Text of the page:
Why talking less will give you more time

Almost all of us could benefit from having a few extra hours in our working week to get through all the things we need to do.  Working at full capacity, as most of us already are, means this is unlikely to happen.  But what if we could free up time we were already spending in such a way that it didn’t cause other aspects of our business day to suffer?

Andy Bounds, renowned communications expert and former UK Sales Trainer of the Year, says the answer lies in communicating less. That’s right. Less.  According to Bounds, we spend far too much time in inefficient and/or pointless communications and, if we can reduce those, we can put the time towards doing stuff that actually matters.

In a recent blog, Bounds suggests thinking of all the communications opportunities we give or get in any one week. Consider each one. Then, he says, ask yourself what would happen if you:

  • Remove it– This is a really good way to test effectiveness. Remove any communication that, when you stop it, will do no harm whatsoever. The results may surprise you.
  • Reduce it– Some communications would suffer very little from being changed from a weekly update to once a fortnight.  There’s a time saving right there.
  • Shorten it– Always schedule your meetings for an hour?  Why not make them 40 minutes, tops? Visual presentations can no doubt take a cut, too. Bounds suggests most documents or PowerPoint presentations can quite easily be cut by a third, without damage to their central message. (And it’s virtually guaranteed your audience will be delighted.)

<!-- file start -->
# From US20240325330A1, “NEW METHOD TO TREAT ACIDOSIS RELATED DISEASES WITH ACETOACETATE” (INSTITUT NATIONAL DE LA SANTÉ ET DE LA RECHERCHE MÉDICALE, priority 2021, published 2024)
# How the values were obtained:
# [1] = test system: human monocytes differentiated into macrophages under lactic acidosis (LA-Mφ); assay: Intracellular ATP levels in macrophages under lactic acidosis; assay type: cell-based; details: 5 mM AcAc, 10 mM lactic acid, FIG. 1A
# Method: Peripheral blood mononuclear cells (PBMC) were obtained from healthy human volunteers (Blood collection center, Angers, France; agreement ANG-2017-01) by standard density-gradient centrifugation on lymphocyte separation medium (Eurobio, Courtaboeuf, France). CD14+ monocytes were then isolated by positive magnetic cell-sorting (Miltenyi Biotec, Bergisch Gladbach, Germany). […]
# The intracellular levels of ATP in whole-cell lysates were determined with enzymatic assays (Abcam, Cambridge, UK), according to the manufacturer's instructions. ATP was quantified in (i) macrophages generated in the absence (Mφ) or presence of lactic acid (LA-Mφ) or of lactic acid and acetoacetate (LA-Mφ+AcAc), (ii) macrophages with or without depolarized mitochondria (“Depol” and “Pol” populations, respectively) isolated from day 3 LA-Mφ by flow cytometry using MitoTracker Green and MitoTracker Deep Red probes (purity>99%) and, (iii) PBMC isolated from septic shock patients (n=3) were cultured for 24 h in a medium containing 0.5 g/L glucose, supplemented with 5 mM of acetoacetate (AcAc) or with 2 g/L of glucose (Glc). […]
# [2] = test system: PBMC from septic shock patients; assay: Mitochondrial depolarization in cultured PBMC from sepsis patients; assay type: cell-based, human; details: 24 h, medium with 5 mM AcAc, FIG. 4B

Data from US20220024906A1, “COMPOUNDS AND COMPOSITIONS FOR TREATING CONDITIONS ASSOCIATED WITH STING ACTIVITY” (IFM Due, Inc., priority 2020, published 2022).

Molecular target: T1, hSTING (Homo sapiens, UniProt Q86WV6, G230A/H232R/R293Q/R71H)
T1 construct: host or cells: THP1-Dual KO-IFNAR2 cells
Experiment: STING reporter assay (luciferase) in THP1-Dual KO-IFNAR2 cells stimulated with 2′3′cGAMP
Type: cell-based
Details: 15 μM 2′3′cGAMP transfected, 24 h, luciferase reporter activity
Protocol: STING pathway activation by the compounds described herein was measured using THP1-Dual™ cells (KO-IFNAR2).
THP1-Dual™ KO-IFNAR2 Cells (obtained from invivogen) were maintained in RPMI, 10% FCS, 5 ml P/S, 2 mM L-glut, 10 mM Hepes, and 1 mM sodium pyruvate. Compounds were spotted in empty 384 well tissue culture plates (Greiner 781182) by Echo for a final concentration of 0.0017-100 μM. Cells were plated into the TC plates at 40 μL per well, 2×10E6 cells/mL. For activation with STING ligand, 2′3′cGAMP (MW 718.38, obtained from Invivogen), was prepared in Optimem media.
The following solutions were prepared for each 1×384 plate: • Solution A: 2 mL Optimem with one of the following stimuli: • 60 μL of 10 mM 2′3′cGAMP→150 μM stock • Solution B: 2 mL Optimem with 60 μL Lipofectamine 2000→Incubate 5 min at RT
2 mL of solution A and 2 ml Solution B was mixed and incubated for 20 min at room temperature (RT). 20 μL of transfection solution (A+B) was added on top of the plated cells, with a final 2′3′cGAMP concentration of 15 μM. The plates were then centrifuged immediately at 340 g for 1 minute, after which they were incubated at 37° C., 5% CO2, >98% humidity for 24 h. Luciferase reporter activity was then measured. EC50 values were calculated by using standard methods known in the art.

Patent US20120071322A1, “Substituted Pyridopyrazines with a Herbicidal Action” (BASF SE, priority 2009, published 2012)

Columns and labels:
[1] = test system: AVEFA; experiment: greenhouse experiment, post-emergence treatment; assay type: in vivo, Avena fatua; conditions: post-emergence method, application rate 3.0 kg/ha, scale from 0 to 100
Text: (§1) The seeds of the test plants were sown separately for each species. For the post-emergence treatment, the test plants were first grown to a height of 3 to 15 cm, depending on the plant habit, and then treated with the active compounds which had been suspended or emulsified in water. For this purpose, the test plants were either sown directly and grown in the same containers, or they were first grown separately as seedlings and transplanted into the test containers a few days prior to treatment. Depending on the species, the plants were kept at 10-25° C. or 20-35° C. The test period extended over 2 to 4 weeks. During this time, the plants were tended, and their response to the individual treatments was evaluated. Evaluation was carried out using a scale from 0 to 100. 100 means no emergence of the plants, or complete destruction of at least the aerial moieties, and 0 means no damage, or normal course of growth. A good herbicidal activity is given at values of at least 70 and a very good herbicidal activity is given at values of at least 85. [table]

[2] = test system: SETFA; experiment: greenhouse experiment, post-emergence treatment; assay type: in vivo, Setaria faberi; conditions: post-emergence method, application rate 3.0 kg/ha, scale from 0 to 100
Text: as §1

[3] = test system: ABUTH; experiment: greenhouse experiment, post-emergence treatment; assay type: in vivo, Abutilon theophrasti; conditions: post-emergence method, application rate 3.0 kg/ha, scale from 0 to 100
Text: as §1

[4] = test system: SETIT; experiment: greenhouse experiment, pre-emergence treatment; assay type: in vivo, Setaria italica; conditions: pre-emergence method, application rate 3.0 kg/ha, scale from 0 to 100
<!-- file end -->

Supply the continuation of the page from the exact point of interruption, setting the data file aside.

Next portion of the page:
• Change it– If you have regular conference calls where only one person speaks, change the process to sending a group email instead.
  • Skip it– Is your attendance at a meeting really crucial? If you can’t add anything/don’t want to/it’s not a priority, suggest to the owner that you don’t attend.
  • Ban it– Make an email rule that stops people hitting ‘Reply All’ (not everyone cares), ‘FYI’ (hardly anyone cares) or giving lengthy background info (nobody cares).

 How’s your own schedule looking for the week ahead?  Which would be the best communications to change?  Bounds advises it’s best to choose wisely by identifying those that:

  • Will save you lots of time; and
  • Won’t cause you a replacement, time-consuming problem when you change it.

Bounds maintains that the point about communications of any kind – and it’s a point almost all of us are guilty of consistently missing – is that our aim isn’t to say something, it’s to cause something.

We can get hours of time returned to us to use much more effectively if only we’d grasp the nettle and take positive steps to change or stop communications that cause nothing. One might even go so far as to say that, by doing so, our productivity will almost certainly go ahead in leaps – and Bounds.

For help with your written B2B communications, give Rosemary Gillespie a call on 02 8036 5532 or 0411 123 216 or head to the contact page.



Share This: